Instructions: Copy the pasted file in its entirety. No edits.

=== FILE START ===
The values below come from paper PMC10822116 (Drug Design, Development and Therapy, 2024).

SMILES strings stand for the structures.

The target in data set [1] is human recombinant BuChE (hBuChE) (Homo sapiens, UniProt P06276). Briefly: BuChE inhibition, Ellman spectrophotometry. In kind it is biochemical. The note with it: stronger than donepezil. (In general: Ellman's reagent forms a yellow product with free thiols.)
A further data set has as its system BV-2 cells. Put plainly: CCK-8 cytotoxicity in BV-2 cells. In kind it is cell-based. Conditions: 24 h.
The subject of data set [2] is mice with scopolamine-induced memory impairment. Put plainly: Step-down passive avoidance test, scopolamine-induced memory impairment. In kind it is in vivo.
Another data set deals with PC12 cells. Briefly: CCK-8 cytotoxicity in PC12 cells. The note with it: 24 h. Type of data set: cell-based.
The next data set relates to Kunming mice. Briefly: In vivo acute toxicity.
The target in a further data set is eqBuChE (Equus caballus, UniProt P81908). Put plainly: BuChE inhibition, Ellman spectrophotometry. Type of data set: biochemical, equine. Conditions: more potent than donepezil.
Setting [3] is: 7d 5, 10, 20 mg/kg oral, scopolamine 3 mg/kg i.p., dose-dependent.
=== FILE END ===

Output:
The values below come from paper PMC10822116 (Drug Design, Development and Therapy, 2024).

SMILES strings stand for the structures.

The target in data set [1] is human recombinant BuChE (hBuChE) (Homo sapiens, UniProt P06276). Briefly: BuChE inhibition, Ellman spectrophotometry. In kind it is biochemical. The note with it: stronger than donepezil. (In general: Ellman's reagent forms a yellow product with free thiols.)
A further data set has as its system BV-2 cells. Put plainly: CCK-8 cytotoxicity in BV-2 cells. In kind it is cell-based. Conditions: 24 h.
The subject of data set [2] is mice with scopolamine-induced memory impairment. Put plainly: Step-down passive avoidance test, scopolamine-induced memory impairment. In kind it is in vivo.
Another data set deals with PC12 cells. Briefly: CCK-8 cytotoxicity in PC12 cells. The note with it: 24 h. Type of data set: cell-based.
The next data set relates to Kunming mice. Briefly: In vivo acute toxicity.
The target in a further data set is eqBuChE (Equus caballus, UniProt P81908). Put plainly: BuChE inhibition, Ellman spectrophotometry. Type of data set: biochemical, equine. Conditions: more potent than donepezil.
Setting [3] is: 7d 5, 10, 20 mg/kg oral, scopolamine 3 mg/kg i.p., dose-dependent.